Quite frequently I get phone calls and emails requesting sizing help for projects. Many times, they are the common straightforward applications for a restaurant, office building or hotel. These ones feel repetitive, which often make me feel like Phil Connors played by Bill Murray in the movie “Groundhog Day.” You know the movie where he wakes up on the same day over and over to a 6 a.m. alarm with the song “I got you, babe.”
And then there are those that are a bit strange, slightly challenging, and best of all, humorous. Here's an example I experienced recently with a designer faced with the task of solving a small industrial domestic hot water application.
A hot water system designer, I shall call “Bob” has worked with gas-fired storage tanks and boiler and storage tanks for at least a decade before I learned of gas-fired tankless products myself — dating back to 1988.
Bob says, “Brian, can I get 20 gpm at 140° F continuous flow from two 199,000 Btu tankless with two 119 gallon storage tanks with a 40° incoming water temp? If not, please recommend — thanks!”
I reply, “I'm going to need a little more information. For example, how long will this continuous flow be?”
“Oh yeah, plan on it being for one hour,” Bob replies.
I respond, “No, it won't work with two tankless and about 240 gallons of storage. You’re going to need more Btu.”
Bob says, “The contractor doesn't want to use more than two tankless. If we can't say the tankless will work, he says he will just use a different option.”
“It does not matter what type of equipment he uses, it won't work with the same amount of Btu and storage,” I reply.
Bob asks “Why not?”
I respond, “240 gallons at 20 gpm will give up its acceptable stored temperature in about nine minutes, right? Two 199,000 Btu tankless heaters once fired only recover about 8 gpm at a 100° rise. So, I'd say somewhere around 11 minutes continuous draw, and you’re out of hot water.”
Bob replies, “Oh, OK. How about adding more storage to give me 20 gpm for one hour?”
“At that gpm requirement, your choices are a whole lot of storage —like 1,200 gallons. Or, what makes more sense, is to add more Btu. And Bob, we have not begun discussing how much recovery time will be needed to replenish tank temperature before the next continuous 20 gpm draw,” I say.
Bob then asks, “If they go for it, what do you suggest? How many tankless do I need with 240 gallons of storage?”
I say, “Bob, there is a simpler solution. Follow along: 20 gpm x 500 x 100° rise x 1.02 = over 1,000,000 Btu required. To break it down more finite: 199,900 Btu input (single tankless) / 100 (temp rise / 8.34 (weight of gal water) / 60 (minutes) x .98 (combustion efficiency on a popular size condensing tankless) = 3.915. 3.9 gpm is the single tankless output at a 100° F temperature rise. 20 gpm requirement / 3.915 = 5.1. That’s just over five 199,000 tankless units required. Bob, I would suggest six 199,900 Btu units, and that would do it — no storage needed! That's over your 20 gpm requirement with 23 gpm, and capable of providing hot water 24/7 with no recovery time or temperature fluctuations.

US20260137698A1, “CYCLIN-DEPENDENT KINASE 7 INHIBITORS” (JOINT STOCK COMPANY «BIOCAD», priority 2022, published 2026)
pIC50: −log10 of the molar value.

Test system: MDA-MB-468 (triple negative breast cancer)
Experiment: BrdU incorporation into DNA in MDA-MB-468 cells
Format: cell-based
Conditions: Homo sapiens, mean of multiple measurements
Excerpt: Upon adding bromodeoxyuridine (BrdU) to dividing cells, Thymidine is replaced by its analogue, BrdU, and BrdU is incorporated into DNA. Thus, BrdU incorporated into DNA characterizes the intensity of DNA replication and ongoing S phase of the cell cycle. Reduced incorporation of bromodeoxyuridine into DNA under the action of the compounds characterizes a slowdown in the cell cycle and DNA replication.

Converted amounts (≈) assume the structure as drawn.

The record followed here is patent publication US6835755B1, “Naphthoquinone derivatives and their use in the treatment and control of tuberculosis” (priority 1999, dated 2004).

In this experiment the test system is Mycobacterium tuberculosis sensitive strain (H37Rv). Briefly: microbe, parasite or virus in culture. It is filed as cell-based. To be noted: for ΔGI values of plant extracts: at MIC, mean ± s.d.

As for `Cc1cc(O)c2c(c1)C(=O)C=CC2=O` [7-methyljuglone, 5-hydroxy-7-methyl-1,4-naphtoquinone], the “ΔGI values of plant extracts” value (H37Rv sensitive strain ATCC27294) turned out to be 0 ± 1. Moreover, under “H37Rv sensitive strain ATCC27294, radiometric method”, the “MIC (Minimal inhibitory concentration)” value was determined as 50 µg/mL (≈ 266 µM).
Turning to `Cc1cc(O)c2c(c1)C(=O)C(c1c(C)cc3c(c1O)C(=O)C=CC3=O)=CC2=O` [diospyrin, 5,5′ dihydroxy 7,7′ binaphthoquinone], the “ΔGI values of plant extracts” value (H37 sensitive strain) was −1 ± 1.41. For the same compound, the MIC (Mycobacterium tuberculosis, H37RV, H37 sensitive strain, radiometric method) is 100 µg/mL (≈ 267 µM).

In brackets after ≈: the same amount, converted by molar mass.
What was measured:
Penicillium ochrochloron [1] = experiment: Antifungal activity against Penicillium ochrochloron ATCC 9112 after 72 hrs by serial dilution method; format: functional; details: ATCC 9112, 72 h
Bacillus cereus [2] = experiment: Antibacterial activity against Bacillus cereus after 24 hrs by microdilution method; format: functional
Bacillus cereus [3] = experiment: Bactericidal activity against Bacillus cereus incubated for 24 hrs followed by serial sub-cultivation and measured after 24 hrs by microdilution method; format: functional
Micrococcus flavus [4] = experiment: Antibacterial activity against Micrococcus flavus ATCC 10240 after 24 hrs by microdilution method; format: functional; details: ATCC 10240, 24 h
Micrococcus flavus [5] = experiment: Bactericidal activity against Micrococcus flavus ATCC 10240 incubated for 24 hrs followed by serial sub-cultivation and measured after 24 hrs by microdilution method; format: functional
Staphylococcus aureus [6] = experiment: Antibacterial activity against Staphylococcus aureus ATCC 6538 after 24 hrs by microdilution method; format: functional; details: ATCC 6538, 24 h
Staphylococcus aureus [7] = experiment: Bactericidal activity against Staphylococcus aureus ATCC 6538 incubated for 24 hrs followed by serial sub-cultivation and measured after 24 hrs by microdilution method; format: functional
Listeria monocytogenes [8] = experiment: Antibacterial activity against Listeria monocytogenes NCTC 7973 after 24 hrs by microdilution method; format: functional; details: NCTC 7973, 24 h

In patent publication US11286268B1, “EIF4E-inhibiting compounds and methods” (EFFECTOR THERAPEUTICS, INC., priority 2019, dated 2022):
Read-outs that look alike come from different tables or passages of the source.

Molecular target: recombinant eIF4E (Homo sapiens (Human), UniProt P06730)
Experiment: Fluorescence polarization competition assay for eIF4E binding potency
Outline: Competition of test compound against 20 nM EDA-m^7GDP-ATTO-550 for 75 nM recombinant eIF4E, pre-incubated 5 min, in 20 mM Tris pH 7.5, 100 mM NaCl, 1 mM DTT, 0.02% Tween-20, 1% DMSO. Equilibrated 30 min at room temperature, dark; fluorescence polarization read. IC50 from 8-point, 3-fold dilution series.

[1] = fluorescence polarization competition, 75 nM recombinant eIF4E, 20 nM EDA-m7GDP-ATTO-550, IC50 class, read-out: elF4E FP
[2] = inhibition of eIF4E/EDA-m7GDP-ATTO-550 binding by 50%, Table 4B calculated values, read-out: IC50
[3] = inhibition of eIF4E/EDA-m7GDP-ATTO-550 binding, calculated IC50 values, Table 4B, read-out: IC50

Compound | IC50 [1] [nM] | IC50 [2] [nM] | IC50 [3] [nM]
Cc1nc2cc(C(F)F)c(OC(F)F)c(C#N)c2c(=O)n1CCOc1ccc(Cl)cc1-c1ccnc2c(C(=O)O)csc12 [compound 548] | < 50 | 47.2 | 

“Bob are you starting to see why storage is so often not needed? A single condensing tankless basically costs the same as a non-ASME storage tank. Two tankless units with two tanks, controls, piping, pumps and wiring would cost more than the five tankless water heaters. Since the sizing is so close, and we don't have more information such as system pressure, I suggest six tankless, no storage and we will have all the 20-plus gpm continuous flow they would ever need. And by the way, we haven't even begun to talk about the operational efficiency reduction from published efficiency stats when tankless is used with storage. A few factors to consider, but without the tankless in a storage application not supplied with the coldest water all the time, we won’t have a condensing appliance in condensing mode.”
Rules of thumb
The first rule to remember is tankless water heaters are not boilers. Tankless water heaters are rarely sized on gallons per hour or gph as direct-fired tanks or boilers with indirect heated storage tanks are. For that reason, for replacement of existing hot water systems, selecting appropriate tankless units and how many is not as simple as saying, “I have a 399,000 Btu, 100-gallon tank that is leaking, how many tankless units do I need?”